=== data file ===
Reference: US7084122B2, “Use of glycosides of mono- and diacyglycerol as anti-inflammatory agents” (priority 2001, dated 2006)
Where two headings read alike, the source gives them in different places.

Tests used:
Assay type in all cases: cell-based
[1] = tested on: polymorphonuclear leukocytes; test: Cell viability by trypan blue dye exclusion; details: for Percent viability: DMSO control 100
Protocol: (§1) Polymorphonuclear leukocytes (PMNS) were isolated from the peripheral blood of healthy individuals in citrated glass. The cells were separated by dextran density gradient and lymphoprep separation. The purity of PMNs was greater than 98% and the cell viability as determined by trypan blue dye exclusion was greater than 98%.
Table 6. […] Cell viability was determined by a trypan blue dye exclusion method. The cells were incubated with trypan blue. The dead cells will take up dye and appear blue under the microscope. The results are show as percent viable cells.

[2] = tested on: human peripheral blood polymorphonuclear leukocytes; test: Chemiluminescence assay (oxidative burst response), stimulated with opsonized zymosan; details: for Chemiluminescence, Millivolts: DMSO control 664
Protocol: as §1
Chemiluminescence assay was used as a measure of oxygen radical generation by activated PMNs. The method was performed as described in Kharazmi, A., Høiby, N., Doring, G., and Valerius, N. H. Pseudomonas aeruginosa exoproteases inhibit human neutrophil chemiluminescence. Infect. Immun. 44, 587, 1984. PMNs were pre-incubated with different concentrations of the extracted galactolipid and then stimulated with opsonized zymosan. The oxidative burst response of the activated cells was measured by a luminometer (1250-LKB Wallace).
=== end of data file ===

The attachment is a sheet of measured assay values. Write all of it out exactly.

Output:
Reference: US7084122B2, “Use of glycosides of mono- and diacyglycerol as anti-inflammatory agents” (priority 2001, dated 2006)
Where two headings read alike, the source gives them in different places.

Tests used:
Assay type in all cases: cell-based
[1] = tested on: polymorphonuclear leukocytes; test: Cell viability by trypan blue dye exclusion; details: for Percent viability: DMSO control 100
Protocol: (§1) Polymorphonuclear leukocytes (PMNS) were isolated from the peripheral blood of healthy individuals in citrated glass. The cells were separated by dextran density gradient and lymphoprep separation. The purity of PMNs was greater than 98% and the cell viability as determined by trypan blue dye exclusion was greater than 98%.
Table 6. […] Cell viability was determined by a trypan blue dye exclusion method. The cells were incubated with trypan blue. The dead cells will take up dye and appear blue under the microscope. The results are show as percent viable cells.

[2] = tested on: human peripheral blood polymorphonuclear leukocytes; test: Chemiluminescence assay (oxidative burst response), stimulated with opsonized zymosan; details: for Chemiluminescence, Millivolts: DMSO control 664
Protocol: as §1
Chemiluminescence assay was used as a measure of oxygen radical generation by activated PMNs. The method was performed as described in Kharazmi, A., Høiby, N., Doring, G., and Valerius, N. H. Pseudomonas aeruginosa exoproteases inhibit human neutrophil chemiluminescence. Infect. Immun. 44, 587, 1984. PMNs were pre-incubated with different concentrations of the extracted galactolipid and then stimulated with opsonized zymosan. The oxidative burst response of the activated cells was measured by a luminometer (1250-LKB Wallace).